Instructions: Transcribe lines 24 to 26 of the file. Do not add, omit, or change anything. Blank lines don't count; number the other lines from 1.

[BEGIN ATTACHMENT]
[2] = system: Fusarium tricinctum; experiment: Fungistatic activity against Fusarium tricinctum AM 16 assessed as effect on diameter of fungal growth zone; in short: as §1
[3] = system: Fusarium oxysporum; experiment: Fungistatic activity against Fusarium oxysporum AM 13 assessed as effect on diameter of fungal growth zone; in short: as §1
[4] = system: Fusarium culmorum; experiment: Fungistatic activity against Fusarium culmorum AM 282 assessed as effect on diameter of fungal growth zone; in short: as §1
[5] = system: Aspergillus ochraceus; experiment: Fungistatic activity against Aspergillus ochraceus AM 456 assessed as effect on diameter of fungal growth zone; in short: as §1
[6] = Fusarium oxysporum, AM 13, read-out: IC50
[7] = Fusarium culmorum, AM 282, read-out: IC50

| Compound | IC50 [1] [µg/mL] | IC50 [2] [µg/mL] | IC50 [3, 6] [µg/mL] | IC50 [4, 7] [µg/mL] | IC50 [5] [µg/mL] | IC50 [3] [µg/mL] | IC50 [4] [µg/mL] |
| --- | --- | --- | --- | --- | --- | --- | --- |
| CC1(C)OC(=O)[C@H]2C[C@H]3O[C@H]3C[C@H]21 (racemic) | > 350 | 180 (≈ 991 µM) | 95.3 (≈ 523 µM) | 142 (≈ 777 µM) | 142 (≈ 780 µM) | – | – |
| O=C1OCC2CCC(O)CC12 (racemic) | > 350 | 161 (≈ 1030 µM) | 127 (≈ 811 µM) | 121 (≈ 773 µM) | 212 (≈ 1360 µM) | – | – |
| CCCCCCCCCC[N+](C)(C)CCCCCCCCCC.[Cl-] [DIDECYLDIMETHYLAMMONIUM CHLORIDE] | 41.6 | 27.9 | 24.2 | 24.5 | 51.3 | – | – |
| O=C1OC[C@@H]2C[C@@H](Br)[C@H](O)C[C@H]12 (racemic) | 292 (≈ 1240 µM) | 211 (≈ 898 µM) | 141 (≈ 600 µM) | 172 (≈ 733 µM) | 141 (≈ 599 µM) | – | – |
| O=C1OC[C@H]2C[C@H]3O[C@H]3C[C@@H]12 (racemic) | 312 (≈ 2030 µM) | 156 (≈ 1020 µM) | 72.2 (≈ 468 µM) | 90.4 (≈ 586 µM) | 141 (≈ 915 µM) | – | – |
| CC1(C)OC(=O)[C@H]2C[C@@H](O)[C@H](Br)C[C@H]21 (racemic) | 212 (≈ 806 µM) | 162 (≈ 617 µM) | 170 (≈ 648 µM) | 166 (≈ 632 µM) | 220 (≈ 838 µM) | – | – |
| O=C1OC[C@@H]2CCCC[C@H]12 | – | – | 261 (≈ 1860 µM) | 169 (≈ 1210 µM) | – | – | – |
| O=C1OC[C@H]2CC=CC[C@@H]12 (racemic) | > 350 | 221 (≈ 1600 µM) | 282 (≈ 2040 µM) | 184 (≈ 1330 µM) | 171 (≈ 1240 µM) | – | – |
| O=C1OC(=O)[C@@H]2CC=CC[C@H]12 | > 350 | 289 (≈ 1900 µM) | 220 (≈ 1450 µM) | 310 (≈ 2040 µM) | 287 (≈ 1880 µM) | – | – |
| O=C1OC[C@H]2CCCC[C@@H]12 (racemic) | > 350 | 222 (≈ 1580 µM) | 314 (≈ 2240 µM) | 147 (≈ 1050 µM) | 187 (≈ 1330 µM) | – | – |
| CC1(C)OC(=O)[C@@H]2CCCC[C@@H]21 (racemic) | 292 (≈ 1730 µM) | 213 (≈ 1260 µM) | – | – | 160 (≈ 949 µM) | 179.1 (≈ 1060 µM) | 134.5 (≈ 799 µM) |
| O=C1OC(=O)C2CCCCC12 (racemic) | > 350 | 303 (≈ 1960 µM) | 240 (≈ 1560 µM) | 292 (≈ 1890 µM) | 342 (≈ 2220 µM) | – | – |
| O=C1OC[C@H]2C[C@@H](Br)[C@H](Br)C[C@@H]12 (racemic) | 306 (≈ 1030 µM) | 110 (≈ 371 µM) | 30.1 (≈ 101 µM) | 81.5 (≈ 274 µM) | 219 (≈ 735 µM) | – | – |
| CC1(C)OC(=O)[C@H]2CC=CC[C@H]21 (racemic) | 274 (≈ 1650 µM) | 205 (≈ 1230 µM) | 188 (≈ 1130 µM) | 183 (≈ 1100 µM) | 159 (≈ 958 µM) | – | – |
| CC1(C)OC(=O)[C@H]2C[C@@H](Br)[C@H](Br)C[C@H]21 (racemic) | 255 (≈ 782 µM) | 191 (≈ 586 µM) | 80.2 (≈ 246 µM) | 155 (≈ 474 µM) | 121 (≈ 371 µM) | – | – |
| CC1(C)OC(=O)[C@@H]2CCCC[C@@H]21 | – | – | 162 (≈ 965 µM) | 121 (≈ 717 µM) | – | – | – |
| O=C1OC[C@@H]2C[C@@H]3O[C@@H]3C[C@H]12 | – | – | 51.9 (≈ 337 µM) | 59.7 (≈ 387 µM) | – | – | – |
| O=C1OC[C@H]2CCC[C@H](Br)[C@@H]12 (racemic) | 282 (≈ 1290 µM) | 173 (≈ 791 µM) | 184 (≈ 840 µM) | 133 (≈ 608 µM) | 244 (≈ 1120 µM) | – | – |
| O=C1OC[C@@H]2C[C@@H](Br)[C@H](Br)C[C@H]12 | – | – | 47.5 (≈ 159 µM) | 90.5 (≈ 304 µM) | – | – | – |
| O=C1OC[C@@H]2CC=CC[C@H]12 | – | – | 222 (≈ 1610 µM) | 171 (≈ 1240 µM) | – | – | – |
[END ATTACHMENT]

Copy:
| CC1(C)OC(=O)[C@@H]2CCCC[C@@H]21 | – | – | 162 (≈ 965 µM) | 121 (≈ 717 µM) | – | – | – |
| O=C1OC[C@@H]2C[C@@H]3O[C@@H]3C[C@H]12 | – | – | 51.9 (≈ 337 µM) | 59.7 (≈ 387 µM) | – | – | – |
| O=C1OC[C@H]2CCC[C@H](Br)[C@@H]12 (racemic) | 282 (≈ 1290 µM) | 173 (≈ 791 µM) | 184 (≈ 840 µM) | 133 (≈ 608 µM) | 244 (≈ 1120 µM) | – | – |